Sitting amongst my friends on Letch Field, vibrant orange and red sunlight warm me to my core. The accompanying clouds muffle the intensity so the colors splashed on the sky don’t blind us. The slight stench of manure and the sharp, clipped commands of Quidditch players fade. Staring past the twelve college kids with PVC pipes between their legs, it’s easy to envision college as a new world. It had more diversity, more opportunity, more growth than I could ever hope to achieve at home. The distance of 300-odd miles help. In this world, a new me can shine through.
It’s amazing what a year can do to someone. My personality has journeyed much since I first stepped foot on campus, like the red and orange wavelengths comprising sunsets travel the farthest. This time last year, my high school self would hold back tears, a frightened glint in her eyes. She’d take everything in, and avoid having the new environment overwhelm her.
Accompanied by this careful optimism, my high school self joined the college’s Quidditch team. After all, joining a sports team is one of the best ways to make friends. It worked in high school. It should work in college—high school with more freedom. Right?
…not always. If anything was harder than all the running drills, it was interaction with her new teammates. She’d spent almost two practices working up the courage to speak to other people. The captains and her roommate were friendly enough. That, and the possibility of other friends, emboldened her. She could do this. And not with “What’s your name”, “Where you from”, and “What’s your major.” No, those wouldn’t suffice. They were just used to fill the silence and awkwardness that meeting new people entailed. She could do better than that.
“Are you related to Tim Robbins?” Was that the best she could come up with as an ice-breaker? …Yes. Did it take that much effort just to look at him? Yes.
The boy preluded his response with an odd look, perhaps thinking this was a trick question. “…No, why?”
A chuckle escaped his lips. Was it a nervous chuckle? A polite one? Genuine? Why was socializing so hard? She returned the chuckle, then ducked next to her roommate. Two practices later, she was still kicking herself over her awkwardness. Her tied-up tongue, avoidance of eye contact, and meek demeanor further emphasized how awkward she was acting.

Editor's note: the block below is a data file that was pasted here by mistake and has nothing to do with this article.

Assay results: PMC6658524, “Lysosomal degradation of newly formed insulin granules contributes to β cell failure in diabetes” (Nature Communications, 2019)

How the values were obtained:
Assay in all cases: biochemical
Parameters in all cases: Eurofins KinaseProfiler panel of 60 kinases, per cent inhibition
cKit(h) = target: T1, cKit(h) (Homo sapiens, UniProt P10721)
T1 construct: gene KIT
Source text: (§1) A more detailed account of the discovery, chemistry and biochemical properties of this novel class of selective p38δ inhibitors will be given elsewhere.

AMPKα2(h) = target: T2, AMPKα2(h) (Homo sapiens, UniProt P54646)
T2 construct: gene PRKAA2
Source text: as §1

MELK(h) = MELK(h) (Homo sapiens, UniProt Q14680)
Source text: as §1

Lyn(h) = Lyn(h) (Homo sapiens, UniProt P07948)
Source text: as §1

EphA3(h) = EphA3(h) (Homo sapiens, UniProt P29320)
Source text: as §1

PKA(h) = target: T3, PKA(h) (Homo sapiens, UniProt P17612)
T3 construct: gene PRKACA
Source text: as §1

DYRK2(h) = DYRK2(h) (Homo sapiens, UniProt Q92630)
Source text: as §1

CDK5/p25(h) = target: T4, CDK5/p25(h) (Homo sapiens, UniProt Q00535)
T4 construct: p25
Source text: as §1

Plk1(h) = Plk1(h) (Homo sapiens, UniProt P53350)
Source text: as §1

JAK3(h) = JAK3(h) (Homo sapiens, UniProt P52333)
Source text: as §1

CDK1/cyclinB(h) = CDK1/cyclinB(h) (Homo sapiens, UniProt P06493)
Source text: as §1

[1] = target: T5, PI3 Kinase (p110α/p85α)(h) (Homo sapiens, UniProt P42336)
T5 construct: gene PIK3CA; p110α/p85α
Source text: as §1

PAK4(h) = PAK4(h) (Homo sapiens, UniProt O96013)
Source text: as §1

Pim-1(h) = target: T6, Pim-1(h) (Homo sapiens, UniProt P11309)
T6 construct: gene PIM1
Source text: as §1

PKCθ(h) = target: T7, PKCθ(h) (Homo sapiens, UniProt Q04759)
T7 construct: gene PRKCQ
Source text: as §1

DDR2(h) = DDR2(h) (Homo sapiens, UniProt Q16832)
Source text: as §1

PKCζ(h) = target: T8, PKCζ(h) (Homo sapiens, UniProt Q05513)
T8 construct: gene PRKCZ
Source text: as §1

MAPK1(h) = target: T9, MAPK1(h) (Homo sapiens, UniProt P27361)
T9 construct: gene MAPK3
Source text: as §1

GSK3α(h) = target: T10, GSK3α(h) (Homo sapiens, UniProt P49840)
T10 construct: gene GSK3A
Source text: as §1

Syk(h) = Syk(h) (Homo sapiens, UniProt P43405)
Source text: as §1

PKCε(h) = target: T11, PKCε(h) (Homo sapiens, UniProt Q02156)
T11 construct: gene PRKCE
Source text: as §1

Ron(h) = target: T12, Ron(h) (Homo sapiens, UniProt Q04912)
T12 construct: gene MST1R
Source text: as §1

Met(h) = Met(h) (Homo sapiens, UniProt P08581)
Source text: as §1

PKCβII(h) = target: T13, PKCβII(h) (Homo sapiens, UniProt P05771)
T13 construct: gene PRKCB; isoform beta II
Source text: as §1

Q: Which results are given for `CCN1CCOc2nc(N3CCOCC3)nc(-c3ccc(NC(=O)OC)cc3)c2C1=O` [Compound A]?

The red wavelengths in her, her personable yet unpredictable side, should not seep through. Not until she felt wanted among her teammates. Until then, they would get her green wavelengths. Amiable, timid, and quiet, unless someone spoke to her first.
A year later, no such nervousness cuts through my stomach as I sprint at a girl. She holds fast when I strike the dodgeball nestled in her arm. Damn. We grapple with each other, the girl trying to keep me at bay, me trying to steal the ball. It loosens from her grasp. Almost–
“Abbey! Ab.Bey!” Each repetition of my name becomes more high-pitched. Gobbledygook follows.
A quick glance over my shoulder reveals my fellow beater calling me, his voice rising into a screech.
A year ago, I’d run back to him and hear what he has to say. But I almost have it….
“I’m a little busy!” Was that laughter following my shout? “Be there in a sec!” Yup. Definitely some laughing. Looks like I finally hit my red wavelengths.
The girl’s beater-partner charges at me like a bull. I yank her in front of me to shield myself. No dice.
A year ago, I would’ve scrammed from anyone charging at me during scrimmages. Trip over myself with frantic apologies for pushing. Analyze and reanalyze every move I made, every breath I took, and every word I said.
I mutter a curse, glance at the opposing beaters as if to say, “Good job,” then jog back to my side and tag up at the goal posts.
Abbey Baulkwill is sitting on the edge of the gazebo. Photo credit goes to Marley DeRosia.